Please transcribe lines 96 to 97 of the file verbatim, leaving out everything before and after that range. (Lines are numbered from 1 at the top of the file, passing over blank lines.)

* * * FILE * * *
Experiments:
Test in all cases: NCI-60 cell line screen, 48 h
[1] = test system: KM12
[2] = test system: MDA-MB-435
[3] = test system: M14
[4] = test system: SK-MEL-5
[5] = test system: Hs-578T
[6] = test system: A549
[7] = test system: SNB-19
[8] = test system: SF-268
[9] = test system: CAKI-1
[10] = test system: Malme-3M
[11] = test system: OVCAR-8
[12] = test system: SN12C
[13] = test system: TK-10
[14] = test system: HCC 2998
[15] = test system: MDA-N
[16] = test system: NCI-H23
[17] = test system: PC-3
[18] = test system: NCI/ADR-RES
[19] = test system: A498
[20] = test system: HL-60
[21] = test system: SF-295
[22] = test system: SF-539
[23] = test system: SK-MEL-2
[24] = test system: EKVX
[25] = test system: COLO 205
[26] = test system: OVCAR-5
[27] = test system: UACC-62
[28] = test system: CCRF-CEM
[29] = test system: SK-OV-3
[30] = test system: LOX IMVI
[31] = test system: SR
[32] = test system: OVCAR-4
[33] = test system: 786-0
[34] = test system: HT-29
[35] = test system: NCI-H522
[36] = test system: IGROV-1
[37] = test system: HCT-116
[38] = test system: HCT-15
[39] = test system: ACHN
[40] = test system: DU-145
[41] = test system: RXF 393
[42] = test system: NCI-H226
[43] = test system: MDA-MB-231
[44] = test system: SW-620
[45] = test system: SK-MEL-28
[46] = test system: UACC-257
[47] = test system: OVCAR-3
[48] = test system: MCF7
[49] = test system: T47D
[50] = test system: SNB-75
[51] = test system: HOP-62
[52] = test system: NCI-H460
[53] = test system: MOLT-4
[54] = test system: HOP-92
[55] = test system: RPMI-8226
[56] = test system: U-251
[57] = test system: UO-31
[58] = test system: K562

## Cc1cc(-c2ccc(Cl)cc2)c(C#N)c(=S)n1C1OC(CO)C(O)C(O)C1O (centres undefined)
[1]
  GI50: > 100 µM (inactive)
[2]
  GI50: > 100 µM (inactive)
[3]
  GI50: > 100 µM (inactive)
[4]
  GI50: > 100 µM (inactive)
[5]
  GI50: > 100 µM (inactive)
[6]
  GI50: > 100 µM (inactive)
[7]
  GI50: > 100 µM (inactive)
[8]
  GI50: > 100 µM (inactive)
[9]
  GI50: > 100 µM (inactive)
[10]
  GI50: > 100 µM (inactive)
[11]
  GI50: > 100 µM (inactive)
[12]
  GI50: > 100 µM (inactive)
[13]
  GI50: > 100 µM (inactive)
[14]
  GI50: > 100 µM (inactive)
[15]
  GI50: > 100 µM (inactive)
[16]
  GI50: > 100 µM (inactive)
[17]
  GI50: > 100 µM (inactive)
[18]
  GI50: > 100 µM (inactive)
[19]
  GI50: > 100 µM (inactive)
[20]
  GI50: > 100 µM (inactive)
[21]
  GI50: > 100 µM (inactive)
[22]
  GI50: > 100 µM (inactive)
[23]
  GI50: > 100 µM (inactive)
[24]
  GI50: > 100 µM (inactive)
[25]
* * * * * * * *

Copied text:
[18]
  GI50: > 100 µM (inactive)